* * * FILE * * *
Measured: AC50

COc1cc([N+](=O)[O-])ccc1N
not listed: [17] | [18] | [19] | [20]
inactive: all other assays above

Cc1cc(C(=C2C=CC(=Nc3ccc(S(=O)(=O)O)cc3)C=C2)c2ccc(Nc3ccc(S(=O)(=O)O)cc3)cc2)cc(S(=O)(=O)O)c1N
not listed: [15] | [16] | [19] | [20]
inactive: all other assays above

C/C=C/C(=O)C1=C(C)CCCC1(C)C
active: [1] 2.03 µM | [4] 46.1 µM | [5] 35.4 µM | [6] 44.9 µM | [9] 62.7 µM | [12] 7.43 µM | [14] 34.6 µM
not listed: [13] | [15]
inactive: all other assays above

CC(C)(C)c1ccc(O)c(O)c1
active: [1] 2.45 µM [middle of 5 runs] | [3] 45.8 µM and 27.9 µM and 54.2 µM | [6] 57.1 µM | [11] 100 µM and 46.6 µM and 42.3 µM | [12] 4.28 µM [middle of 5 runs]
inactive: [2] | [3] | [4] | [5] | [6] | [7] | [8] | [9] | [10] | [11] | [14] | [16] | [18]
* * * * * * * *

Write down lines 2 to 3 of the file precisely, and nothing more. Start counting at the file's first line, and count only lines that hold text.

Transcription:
COc1cc([N+](=O)[O-])ccc1N
not listed: [17] | [18] | [19] | [20]